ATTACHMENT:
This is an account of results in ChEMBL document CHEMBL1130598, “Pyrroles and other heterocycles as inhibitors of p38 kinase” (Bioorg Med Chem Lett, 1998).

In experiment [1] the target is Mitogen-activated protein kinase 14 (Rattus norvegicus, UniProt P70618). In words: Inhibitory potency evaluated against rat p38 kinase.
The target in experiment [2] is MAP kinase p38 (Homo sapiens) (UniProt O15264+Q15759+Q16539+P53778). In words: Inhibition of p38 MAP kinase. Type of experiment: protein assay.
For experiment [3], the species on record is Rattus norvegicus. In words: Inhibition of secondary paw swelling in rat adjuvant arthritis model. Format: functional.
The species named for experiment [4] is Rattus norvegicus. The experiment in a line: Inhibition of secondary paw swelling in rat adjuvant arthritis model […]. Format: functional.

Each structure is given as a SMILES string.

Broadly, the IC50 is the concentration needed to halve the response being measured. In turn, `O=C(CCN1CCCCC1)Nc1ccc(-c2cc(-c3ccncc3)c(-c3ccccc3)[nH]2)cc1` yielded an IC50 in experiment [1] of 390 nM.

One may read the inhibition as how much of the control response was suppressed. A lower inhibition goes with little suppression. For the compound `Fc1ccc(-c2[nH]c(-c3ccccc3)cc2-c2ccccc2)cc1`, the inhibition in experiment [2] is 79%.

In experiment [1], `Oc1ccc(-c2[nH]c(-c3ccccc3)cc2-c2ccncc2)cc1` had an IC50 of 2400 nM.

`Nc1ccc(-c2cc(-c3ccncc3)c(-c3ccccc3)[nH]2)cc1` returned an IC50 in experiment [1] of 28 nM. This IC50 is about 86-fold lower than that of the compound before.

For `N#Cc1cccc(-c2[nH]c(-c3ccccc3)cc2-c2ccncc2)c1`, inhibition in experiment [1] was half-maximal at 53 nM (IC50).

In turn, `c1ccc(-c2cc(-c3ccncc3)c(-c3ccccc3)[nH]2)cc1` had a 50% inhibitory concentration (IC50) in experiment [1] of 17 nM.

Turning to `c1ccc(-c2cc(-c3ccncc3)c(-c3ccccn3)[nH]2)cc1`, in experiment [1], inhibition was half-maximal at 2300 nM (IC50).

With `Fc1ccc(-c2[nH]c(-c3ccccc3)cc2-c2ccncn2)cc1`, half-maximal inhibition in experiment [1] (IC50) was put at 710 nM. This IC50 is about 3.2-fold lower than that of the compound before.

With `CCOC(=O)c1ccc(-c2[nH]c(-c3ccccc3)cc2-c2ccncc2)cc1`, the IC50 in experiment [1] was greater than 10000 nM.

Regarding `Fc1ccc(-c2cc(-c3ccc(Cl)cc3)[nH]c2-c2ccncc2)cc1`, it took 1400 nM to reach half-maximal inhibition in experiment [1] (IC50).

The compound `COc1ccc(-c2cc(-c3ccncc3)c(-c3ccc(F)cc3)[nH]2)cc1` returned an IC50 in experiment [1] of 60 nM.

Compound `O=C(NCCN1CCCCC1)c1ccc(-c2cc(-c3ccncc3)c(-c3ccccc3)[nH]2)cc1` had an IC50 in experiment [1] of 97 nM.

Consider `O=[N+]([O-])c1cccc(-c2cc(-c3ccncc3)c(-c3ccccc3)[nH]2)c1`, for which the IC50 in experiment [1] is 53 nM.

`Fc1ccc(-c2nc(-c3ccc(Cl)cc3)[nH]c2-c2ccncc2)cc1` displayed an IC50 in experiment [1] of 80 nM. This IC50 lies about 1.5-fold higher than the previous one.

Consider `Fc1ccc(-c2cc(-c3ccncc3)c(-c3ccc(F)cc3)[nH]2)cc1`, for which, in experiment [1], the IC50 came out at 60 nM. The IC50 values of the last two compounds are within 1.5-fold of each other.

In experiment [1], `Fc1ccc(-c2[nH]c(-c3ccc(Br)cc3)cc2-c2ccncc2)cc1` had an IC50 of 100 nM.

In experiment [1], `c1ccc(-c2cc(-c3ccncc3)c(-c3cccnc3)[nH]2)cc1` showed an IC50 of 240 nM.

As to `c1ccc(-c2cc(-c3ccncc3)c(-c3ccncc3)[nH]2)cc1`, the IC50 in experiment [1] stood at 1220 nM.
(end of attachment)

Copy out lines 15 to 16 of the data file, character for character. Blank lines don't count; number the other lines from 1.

With `CCOC(=O)c1ccc(-c2[nH]c(-c3ccccc3)cc2-c2ccncc2)cc1`, the IC50 in experiment [1] was greater than 10000 nM.

Regarding `Fc1ccc(-c2cc(-c3ccc(Cl)cc3)[nH]c2-c2ccncc2)cc1`, it took 1400 nM to reach half-maximal inhibition in experiment [1] (IC50).